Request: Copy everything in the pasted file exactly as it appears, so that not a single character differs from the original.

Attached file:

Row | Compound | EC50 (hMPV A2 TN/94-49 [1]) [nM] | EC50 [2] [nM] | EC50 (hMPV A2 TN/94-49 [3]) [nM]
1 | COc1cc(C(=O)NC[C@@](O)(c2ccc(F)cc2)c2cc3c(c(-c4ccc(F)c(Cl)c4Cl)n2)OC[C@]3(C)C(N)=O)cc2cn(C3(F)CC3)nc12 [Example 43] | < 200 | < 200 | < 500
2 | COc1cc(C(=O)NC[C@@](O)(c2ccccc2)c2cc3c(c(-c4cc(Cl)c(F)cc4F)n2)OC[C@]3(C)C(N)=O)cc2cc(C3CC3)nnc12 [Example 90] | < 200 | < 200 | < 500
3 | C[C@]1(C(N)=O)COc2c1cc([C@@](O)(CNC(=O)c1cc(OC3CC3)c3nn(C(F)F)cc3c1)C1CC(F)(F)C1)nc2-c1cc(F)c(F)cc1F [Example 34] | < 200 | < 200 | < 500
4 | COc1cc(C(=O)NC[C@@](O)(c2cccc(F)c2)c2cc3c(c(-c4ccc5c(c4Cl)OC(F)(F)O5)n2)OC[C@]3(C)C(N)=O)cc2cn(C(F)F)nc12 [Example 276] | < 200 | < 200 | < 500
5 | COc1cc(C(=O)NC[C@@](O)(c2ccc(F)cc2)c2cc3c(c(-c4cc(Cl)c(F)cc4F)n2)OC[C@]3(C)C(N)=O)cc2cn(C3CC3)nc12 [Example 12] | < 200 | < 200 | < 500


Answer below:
Row | Compound | EC50 (hMPV A2 TN/94-49 [1]) [nM] | EC50 [2] [nM] | EC50 (hMPV A2 TN/94-49 [3]) [nM]
1 | COc1cc(C(=O)NC[C@@](O)(c2ccc(F)cc2)c2cc3c(c(-c4ccc(F)c(Cl)c4Cl)n2)OC[C@]3(C)C(N)=O)cc2cn(C3(F)CC3)nc12 [Example 43] | < 200 | < 200 | < 500
2 | COc1cc(C(=O)NC[C@@](O)(c2ccccc2)c2cc3c(c(-c4cc(Cl)c(F)cc4F)n2)OC[C@]3(C)C(N)=O)cc2cc(C3CC3)nnc12 [Example 90] | < 200 | < 200 | < 500
3 | C[C@]1(C(N)=O)COc2c1cc([C@@](O)(CNC(=O)c1cc(OC3CC3)c3nn(C(F)F)cc3c1)C1CC(F)(F)C1)nc2-c1cc(F)c(F)cc1F [Example 34] | < 200 | < 200 | < 500
4 | COc1cc(C(=O)NC[C@@](O)(c2cccc(F)c2)c2cc3c(c(-c4ccc5c(c4Cl)OC(F)(F)O5)n2)OC[C@]3(C)C(N)=O)cc2cn(C(F)F)nc12 [Example 276] | < 200 | < 200 | < 500
5 | COc1cc(C(=O)NC[C@@](O)(c2ccc(F)cc2)c2cc3c(c(-c4cc(Cl)c(F)cc4F)n2)OC[C@]3(C)C(N)=O)cc2cn(C3CC3)nc12 [Example 12] | < 200 | < 200 | < 500